Thursday, July 1, 2010

BP's Spill: Methane dead zones and possibly a tsunami ?

I have been hearing and reading quite a bit about the problem of Methane gas release resulting from the BP blowout.

Here is the latest:

Methane at 100,000 times normal levels have been creating oxygen-depleted areas devoid of life near BP's Deepwater Horizon spill, according to two independent scientists

Scientists are confronting growing evidence that BP's ruptured well in the Gulf of Mexico is creating oxygen-depleted "dead zones" where fish and other marine life cannot survive.

In two separate research voyages, independent scientists have detected what were described as "astonishingly high" levels of methane, or natural gas, bubbling from the well site, setting off a chain of reactions that suck the oxygen out of the water. In some cases, methane concentrations are 100,000 times normal levels.

Scientists as well as sport fishermen are reporting unusual movements of fish, shrimp, crab and other marine life. Such sightings – and an accumulation of data from the site of the ruptured well and from the ocean depths miles away – have deepened concerns that the enormity of the environmental disaster in the Gulf has yet to be fully understood
-Preliminary findings suggested the high volume of methane coming out of the well could upset the ocean food chain.

"Things are changing, and what impacts there are on the food web are not going to be clear until we go out and measure that"

You can also read here for more on the dead zones

The news of a potential Methane Tsunami was also a mind blowing thought-
It all reads so surreal. So beyond the scope of thought. But, apparently this is possible, I don't know about probable, but it is possible.

Bubble Eruption

A methane bubble this large -- if able to escape from under the ocean floor through fissures, cracks and fault areas -- is likely to cause a gas explosion. With the emerging evidence of fissures, the tacit fear now is this: the methane bubble may rupture the seabed and may then erupt with an explosion within the Gulf of Mexico waters.

Cascading Catastrophe Scenarios

1. Loss of Buoyancy

Huge methane gas bubbles under a ship can cause a sudden buoyancy loss. This causes a ship to tilt adversely or worse.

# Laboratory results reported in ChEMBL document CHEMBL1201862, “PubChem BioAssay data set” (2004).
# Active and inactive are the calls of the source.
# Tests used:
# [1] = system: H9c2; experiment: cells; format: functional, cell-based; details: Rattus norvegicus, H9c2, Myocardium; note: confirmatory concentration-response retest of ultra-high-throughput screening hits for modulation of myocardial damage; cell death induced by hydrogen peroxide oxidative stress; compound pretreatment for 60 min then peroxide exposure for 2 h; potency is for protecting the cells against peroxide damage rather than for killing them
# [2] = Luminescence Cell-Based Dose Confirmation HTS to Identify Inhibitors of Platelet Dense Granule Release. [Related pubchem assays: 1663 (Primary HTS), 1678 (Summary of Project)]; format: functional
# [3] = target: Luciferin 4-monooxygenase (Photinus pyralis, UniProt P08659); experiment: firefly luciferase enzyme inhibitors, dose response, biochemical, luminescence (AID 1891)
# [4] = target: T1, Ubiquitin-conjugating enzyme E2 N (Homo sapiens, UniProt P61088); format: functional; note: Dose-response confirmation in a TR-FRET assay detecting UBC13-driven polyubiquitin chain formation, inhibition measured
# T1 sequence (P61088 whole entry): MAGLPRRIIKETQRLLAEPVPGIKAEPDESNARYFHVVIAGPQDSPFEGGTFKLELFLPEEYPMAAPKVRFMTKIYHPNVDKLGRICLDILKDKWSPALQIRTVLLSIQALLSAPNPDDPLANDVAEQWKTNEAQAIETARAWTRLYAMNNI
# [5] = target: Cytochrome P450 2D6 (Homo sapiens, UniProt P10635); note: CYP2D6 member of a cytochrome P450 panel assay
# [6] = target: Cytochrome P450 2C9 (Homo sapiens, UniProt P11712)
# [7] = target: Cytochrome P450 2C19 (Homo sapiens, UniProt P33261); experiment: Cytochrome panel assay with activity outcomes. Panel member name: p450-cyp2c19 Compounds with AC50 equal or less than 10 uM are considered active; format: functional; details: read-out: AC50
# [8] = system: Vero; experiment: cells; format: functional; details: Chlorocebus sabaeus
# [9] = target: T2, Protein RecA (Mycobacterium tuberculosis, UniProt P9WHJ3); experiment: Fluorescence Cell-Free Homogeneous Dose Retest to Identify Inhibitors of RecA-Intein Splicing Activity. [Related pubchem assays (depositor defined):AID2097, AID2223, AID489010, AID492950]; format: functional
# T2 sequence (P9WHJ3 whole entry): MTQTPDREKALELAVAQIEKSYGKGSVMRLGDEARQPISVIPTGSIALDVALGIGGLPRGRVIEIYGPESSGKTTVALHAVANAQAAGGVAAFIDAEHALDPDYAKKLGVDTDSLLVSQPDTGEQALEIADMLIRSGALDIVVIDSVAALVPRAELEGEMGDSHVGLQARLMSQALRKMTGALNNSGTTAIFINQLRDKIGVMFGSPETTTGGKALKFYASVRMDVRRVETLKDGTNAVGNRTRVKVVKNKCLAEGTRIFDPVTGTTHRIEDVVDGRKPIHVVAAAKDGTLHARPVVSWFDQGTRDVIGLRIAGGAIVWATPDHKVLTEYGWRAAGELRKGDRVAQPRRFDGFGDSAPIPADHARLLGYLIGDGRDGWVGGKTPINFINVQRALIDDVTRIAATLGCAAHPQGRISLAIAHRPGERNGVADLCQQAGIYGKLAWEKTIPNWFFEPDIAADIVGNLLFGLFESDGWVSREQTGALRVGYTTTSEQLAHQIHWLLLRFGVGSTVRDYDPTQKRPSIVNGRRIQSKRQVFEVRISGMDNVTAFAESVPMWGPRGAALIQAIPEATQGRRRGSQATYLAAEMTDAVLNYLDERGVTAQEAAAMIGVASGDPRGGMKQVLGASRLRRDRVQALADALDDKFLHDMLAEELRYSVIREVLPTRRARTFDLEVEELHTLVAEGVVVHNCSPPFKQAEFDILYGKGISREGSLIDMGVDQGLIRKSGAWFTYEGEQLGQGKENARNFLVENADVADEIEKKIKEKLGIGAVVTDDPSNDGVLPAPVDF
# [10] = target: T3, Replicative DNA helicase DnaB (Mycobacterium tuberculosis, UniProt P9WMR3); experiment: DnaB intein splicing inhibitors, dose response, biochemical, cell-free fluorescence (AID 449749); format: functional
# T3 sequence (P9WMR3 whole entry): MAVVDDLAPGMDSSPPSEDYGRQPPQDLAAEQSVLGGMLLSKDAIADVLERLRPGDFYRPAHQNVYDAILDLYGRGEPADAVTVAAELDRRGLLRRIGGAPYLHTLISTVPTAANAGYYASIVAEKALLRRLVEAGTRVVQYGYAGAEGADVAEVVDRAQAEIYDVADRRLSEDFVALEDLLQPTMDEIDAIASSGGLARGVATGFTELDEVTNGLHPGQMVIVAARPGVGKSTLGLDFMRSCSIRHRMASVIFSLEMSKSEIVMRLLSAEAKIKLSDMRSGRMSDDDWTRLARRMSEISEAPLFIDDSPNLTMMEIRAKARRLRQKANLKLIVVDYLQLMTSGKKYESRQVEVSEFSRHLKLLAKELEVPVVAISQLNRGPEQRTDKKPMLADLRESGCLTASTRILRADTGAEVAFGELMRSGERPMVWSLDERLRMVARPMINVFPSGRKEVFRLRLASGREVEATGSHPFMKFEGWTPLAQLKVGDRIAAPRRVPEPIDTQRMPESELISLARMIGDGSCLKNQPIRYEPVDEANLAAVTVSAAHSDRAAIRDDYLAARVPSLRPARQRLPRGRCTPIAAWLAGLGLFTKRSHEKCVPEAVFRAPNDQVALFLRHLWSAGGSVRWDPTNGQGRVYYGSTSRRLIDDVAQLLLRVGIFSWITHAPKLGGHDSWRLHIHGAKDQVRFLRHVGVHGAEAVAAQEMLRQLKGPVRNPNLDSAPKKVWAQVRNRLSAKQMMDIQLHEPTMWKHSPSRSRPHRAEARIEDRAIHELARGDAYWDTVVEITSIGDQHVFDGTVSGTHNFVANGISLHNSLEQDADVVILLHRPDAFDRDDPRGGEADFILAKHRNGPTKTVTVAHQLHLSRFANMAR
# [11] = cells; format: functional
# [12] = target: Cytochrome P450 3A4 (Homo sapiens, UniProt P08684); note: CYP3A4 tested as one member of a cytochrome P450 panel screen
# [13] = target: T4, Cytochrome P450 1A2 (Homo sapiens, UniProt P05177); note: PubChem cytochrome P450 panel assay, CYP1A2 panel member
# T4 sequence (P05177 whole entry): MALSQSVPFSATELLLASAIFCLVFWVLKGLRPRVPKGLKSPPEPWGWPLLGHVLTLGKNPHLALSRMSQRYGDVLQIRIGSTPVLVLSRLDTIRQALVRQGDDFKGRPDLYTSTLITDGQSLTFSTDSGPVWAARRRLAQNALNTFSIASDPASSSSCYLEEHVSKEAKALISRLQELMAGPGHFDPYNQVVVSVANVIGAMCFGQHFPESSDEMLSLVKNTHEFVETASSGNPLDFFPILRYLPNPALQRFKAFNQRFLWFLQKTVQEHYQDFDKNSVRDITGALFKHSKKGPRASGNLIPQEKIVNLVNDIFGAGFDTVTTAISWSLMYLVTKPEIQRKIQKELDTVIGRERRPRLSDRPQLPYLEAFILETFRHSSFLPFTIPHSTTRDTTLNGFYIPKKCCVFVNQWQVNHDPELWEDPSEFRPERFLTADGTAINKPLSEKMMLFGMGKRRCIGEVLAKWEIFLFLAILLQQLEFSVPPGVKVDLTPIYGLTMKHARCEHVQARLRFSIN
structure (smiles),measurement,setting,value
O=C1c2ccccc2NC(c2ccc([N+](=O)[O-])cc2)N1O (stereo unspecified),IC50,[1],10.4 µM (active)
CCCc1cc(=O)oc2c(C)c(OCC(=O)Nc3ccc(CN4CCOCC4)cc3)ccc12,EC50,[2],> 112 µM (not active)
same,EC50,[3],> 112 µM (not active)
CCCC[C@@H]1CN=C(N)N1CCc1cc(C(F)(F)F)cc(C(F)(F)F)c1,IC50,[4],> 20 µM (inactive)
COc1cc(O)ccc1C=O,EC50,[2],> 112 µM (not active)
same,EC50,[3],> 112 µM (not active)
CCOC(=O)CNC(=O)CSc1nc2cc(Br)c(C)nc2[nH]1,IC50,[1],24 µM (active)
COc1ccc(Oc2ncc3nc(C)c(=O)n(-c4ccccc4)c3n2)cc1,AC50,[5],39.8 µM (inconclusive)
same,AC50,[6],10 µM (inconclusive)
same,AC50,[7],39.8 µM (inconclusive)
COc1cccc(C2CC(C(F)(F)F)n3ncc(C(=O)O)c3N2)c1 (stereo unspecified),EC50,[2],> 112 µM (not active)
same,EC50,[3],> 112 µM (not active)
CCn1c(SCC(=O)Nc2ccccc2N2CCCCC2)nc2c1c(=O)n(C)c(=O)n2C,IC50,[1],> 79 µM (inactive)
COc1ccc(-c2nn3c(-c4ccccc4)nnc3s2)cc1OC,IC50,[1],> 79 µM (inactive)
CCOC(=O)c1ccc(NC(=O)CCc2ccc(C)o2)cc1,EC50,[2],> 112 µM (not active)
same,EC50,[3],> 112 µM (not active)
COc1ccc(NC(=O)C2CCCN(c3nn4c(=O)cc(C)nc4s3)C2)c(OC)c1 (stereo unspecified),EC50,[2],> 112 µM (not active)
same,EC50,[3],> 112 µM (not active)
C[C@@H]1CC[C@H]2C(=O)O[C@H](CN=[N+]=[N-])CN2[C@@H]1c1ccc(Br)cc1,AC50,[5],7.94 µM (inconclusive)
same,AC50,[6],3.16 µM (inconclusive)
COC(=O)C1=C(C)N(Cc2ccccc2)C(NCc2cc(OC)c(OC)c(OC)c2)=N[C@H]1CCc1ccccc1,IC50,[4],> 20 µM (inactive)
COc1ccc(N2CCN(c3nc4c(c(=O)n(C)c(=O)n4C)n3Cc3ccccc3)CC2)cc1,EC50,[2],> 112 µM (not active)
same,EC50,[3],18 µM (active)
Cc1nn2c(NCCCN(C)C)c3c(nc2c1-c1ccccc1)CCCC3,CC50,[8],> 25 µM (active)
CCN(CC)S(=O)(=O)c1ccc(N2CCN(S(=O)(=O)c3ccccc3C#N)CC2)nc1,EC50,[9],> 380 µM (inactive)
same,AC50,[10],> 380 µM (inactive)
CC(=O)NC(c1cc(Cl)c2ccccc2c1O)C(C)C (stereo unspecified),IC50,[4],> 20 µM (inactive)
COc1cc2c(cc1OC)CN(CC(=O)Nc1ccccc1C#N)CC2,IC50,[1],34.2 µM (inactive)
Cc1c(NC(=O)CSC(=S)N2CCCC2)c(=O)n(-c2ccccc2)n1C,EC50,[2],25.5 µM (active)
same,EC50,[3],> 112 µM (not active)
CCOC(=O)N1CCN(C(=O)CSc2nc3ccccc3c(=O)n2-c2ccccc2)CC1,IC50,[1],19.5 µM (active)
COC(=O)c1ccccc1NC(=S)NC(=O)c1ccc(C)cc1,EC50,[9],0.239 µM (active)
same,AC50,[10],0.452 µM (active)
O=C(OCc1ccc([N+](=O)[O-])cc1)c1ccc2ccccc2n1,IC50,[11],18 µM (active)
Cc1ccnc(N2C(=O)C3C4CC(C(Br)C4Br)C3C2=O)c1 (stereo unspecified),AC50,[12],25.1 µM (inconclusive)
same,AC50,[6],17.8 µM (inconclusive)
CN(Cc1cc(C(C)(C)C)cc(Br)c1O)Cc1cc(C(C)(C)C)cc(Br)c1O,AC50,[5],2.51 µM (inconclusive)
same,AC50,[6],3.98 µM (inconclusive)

2. First Tsunami with Toxic Cloud

If the toxic gas bubble explodes, it might simultaneously set off a tsunami travelling at a high speed of hundreds of miles per hour. Florida might be most exposed to the fury of a tsunami wave.

3. Second Tsunami via Vaporisation

After several billion barrels of oil and billions of cubic feet of gas have been released, the massive cavity beneath the ocean floor will begin to normalise, allowing freezing water to be forced naturally into the huge cavity where the oil and gas once were. The temperature in that cavity can be extremely hot at around 150 degrees celsius or more. The incoming water will be vaporised and turned into steam, creating an enormous force, which could actually lift the Gulf floor. According to computer models, a second massive tsunami wave might occur.

Conclusion The danger of loss of buoyancy and cascading tsunamis in the Gulf of Mexico -- caused by the release of the massive methane and poisonous gas bubble -- has been a much lower probability in the early period of the crisis, which began on April 20th. However, as time goes by and the risk increases, this low probability high impact scenario ought not to be ignored.


  1. Penn, Have yu noticed how little news there is about this spill these days? It's like if we don't tell them they won't get mad at us when they start to die.

  2. yah, alot of focus on the "russian spies" which I am thinking is pretty bogus at this point in time.
    Nice distraction, not much else.